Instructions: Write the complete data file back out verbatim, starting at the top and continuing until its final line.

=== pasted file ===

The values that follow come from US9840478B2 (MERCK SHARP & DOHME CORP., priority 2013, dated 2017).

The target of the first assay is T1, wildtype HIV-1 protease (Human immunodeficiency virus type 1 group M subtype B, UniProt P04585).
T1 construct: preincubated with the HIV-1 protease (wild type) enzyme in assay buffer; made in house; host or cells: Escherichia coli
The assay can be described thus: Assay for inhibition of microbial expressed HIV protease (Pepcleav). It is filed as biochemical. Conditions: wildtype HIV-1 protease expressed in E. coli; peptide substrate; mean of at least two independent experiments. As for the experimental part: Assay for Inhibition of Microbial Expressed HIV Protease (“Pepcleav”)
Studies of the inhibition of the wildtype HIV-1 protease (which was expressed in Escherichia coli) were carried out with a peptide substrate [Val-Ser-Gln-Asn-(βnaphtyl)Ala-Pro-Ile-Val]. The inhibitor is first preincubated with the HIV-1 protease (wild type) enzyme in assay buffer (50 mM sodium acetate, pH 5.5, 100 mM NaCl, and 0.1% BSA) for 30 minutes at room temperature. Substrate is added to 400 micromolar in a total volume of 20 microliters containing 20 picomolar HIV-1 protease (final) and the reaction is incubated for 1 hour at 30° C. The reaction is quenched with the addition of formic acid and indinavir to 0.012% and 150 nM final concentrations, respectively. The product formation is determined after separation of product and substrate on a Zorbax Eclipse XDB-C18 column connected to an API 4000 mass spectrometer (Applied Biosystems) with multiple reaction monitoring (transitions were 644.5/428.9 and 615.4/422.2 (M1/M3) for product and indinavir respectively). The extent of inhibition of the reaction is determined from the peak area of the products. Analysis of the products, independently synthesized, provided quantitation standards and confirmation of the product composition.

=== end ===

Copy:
The values that follow come from US9840478B2 (MERCK SHARP & DOHME CORP., priority 2013, dated 2017).

The target of the first assay is T1, wildtype HIV-1 protease (Human immunodeficiency virus type 1 group M subtype B, UniProt P04585).
T1 construct: preincubated with the HIV-1 protease (wild type) enzyme in assay buffer; made in house; host or cells: Escherichia coli
The assay can be described thus: Assay for inhibition of microbial expressed HIV protease (Pepcleav). It is filed as biochemical. Conditions: wildtype HIV-1 protease expressed in E. coli; peptide substrate; mean of at least two independent experiments. As for the experimental part: Assay for Inhibition of Microbial Expressed HIV Protease (“Pepcleav”)
Studies of the inhibition of the wildtype HIV-1 protease (which was expressed in Escherichia coli) were carried out with a peptide substrate [Val-Ser-Gln-Asn-(βnaphtyl)Ala-Pro-Ile-Val]. The inhibitor is first preincubated with the HIV-1 protease (wild type) enzyme in assay buffer (50 mM sodium acetate, pH 5.5, 100 mM NaCl, and 0.1% BSA) for 30 minutes at room temperature. Substrate is added to 400 micromolar in a total volume of 20 microliters containing 20 picomolar HIV-1 protease (final) and the reaction is incubated for 1 hour at 30° C. The reaction is quenched with the addition of formic acid and indinavir to 0.012% and 150 nM final concentrations, respectively. The product formation is determined after separation of product and substrate on a Zorbax Eclipse XDB-C18 column connected to an API 4000 mass spectrometer (Applied Biosystems) with multiple reaction monitoring (transitions were 644.5/428.9 and 615.4/422.2 (M1/M3) for product and indinavir respectively). The extent of inhibition of the reaction is determined from the peak area of the products. Analysis of the products, independently synthesized, provided quantitation standards and confirmation of the product composition.